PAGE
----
The jury, half of whom admitted to being Jackson fans, listened to Jackson's almost unrecognisable voice, describing how he wanted his 50-date tour at the O2 Arena in London to be bigger than anything Elvis Presley or The Beatles had done.

Rambling almost incoherently, he said it would give him money to build a hospital for sick children. At the time of his death Jackson was up to $400 million in debt.

"God wants me to do it. I'm gonna do it, Conrad. It’s time to be phenomenal," he said.

The moment was recorded by Murray on his mobile phone on May 10, 2009 and showed that he knew for weeks the vulnerable state Jackson was in.

A further showstopping piece of courtroom theatre followed when Mr Walgren produced an IV bag and a bottle of propofol, the drug that ultimately killed Jackson, to show how it had been administered.

For the Jackson family the trial was increasingly painful as it shone a harsh light on the entertainer's extensive use of prescription drugs.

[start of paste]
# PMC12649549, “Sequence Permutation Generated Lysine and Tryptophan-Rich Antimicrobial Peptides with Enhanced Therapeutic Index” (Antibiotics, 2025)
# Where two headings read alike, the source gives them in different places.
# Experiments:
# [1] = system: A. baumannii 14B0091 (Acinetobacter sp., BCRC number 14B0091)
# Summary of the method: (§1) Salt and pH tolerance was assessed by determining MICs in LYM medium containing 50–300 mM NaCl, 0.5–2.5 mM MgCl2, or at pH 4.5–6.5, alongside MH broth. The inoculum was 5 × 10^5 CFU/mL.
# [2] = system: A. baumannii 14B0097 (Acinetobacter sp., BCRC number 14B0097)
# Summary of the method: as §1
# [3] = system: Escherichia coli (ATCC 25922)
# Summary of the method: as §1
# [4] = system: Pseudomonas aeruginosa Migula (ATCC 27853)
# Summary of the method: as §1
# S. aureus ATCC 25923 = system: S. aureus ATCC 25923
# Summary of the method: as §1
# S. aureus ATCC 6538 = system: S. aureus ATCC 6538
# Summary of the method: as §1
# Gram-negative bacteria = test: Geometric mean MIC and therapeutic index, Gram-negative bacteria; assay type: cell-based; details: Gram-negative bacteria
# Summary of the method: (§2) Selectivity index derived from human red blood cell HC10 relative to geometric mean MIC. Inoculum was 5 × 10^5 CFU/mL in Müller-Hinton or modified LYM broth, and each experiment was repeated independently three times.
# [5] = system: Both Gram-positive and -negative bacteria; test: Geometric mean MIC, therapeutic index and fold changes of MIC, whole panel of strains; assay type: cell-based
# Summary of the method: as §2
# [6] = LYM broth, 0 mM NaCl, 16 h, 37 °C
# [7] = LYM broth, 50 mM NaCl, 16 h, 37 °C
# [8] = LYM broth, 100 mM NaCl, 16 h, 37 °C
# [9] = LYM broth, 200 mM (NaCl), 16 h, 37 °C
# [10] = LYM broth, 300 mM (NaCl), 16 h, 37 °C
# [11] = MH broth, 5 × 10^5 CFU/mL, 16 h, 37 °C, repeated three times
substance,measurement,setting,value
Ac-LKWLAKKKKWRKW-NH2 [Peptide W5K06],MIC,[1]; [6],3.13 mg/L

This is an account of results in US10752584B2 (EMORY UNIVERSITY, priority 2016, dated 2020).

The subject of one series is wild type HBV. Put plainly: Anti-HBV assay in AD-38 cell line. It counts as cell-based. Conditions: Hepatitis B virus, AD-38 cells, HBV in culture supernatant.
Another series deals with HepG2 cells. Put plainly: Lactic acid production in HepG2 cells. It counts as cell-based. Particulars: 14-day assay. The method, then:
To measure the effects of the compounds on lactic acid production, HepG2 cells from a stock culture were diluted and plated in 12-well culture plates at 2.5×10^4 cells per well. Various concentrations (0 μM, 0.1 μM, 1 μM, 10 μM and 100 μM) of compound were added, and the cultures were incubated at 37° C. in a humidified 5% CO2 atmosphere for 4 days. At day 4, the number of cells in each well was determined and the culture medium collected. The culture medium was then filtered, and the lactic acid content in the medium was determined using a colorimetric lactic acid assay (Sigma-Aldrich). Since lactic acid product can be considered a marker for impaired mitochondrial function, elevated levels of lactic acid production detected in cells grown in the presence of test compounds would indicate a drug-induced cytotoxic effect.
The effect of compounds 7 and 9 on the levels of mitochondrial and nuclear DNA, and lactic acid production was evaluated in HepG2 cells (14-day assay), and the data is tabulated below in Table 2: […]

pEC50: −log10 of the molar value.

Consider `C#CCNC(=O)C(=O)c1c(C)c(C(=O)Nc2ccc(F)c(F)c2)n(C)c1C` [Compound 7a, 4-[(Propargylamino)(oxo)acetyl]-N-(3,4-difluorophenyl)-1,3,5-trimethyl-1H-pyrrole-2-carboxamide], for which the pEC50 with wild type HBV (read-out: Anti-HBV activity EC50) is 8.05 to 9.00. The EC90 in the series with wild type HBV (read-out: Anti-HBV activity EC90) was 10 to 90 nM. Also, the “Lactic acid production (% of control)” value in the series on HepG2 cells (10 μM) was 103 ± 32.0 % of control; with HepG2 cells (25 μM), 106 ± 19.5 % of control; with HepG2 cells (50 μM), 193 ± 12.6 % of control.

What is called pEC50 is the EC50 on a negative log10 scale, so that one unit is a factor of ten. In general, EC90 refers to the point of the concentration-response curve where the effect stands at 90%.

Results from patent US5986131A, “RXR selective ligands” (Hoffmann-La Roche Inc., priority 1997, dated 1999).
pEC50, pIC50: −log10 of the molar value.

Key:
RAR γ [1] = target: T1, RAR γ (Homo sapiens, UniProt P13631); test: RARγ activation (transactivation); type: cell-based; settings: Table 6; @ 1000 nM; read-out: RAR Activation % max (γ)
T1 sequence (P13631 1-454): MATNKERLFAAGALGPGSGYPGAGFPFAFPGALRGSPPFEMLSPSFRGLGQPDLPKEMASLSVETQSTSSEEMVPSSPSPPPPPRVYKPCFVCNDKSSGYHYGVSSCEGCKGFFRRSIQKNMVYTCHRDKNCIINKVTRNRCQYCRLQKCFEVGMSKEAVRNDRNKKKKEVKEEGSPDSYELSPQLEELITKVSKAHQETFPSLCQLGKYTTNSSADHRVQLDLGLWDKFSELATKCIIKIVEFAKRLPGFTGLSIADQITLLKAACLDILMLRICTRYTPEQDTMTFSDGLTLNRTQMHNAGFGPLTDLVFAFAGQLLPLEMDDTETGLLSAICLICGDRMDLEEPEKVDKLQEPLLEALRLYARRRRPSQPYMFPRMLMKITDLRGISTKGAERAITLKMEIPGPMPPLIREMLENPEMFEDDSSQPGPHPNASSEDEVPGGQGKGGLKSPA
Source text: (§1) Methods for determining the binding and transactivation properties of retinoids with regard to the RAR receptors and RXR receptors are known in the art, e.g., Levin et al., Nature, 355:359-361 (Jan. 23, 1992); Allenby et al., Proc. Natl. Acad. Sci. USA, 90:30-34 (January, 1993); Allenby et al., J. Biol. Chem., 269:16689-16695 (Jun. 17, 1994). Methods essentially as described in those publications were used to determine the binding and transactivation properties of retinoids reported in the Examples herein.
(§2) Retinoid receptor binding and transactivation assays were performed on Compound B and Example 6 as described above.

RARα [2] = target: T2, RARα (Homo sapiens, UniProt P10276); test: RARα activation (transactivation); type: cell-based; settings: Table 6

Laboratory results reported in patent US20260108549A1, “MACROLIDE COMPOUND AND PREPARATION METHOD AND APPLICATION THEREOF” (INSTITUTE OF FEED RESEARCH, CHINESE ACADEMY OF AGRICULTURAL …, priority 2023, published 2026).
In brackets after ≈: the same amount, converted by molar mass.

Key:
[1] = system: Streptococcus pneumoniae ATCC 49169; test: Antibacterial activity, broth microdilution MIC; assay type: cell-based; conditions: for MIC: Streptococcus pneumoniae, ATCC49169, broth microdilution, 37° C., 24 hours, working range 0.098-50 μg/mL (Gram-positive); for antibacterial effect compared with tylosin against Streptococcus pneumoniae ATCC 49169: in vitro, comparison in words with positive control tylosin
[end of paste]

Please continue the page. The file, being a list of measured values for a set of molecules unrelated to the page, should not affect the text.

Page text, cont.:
He had been dogged by controversy for years, including a 2005 child molestation case in which he was cleared, and the trial revealed how he had slipped into a twilight world surrounded by malleable doctors, oxygen tanks and vials of drugs.

Richard Senneff , the paramedic who rushed to Jackson's home when he died, did not even recognise the star and said he looked like a "hospice patient." He was wearing a surgical cap and a device for collecting his urine, and was so thin his ribs were visible. Medicine bottles littered the bedside table next to an IV stand.

The details of Jackson's drug use, and the substances provided by Murray, played out on televisions across the United States during live "gavel to gavel" coverage of the trial. On the advice of his lawyers Murray did not give evidence and maintained an icy mask for most of the proceedings. On the few occasions when he broke down and cried a camera was on hand to broadcast a close up.